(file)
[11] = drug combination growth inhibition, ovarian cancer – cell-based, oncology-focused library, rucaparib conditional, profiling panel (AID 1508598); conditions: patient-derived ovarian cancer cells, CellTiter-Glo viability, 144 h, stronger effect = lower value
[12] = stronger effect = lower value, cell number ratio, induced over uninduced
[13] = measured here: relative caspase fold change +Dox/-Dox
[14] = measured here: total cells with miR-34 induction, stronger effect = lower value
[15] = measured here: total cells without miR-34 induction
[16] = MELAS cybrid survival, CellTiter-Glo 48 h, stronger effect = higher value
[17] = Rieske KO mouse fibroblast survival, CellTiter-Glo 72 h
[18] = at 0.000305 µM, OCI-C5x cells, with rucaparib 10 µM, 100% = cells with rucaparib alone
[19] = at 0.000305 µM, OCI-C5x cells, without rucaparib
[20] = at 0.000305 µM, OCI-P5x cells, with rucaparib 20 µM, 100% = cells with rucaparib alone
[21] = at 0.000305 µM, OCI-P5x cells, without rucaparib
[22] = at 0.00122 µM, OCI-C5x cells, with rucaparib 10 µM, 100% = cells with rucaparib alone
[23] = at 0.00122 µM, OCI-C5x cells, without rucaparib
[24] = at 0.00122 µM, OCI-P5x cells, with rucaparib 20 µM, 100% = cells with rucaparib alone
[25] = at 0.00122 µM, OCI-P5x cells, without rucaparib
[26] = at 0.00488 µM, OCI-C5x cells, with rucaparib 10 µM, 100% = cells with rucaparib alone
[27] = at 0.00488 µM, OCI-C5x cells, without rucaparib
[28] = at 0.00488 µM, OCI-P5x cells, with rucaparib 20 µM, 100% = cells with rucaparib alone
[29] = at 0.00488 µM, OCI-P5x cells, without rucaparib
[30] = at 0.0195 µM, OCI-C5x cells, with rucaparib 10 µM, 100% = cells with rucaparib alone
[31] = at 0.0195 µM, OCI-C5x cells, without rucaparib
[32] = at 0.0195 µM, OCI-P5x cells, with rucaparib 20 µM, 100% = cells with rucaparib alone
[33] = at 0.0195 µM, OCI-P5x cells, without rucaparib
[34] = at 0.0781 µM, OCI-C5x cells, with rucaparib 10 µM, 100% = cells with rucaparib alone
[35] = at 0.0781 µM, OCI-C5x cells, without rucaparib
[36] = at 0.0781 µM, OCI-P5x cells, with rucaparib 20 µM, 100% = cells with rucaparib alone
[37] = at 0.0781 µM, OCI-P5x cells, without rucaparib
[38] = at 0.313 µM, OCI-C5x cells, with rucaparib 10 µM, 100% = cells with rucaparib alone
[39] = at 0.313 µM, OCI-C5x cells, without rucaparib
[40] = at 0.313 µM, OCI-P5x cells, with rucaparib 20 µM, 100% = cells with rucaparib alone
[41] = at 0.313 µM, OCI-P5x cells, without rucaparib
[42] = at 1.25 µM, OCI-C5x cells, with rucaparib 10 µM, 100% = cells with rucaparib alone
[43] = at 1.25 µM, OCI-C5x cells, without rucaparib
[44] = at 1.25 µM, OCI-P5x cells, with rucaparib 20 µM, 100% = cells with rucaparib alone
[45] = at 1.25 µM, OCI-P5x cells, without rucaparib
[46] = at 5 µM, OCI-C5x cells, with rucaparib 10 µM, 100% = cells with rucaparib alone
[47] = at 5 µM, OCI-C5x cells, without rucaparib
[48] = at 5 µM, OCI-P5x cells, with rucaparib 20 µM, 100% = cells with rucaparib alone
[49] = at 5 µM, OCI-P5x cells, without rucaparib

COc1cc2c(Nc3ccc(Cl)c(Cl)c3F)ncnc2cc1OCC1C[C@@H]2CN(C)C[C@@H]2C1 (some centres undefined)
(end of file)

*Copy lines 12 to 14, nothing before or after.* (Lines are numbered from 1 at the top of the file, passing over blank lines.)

[22] = at 0.00122 µM, OCI-C5x cells, with rucaparib 10 µM, 100% = cells with rucaparib alone
[23] = at 0.00122 µM, OCI-C5x cells, without rucaparib
[24] = at 0.00122 µM, OCI-P5x cells, with rucaparib 20 µM, 100% = cells with rucaparib alone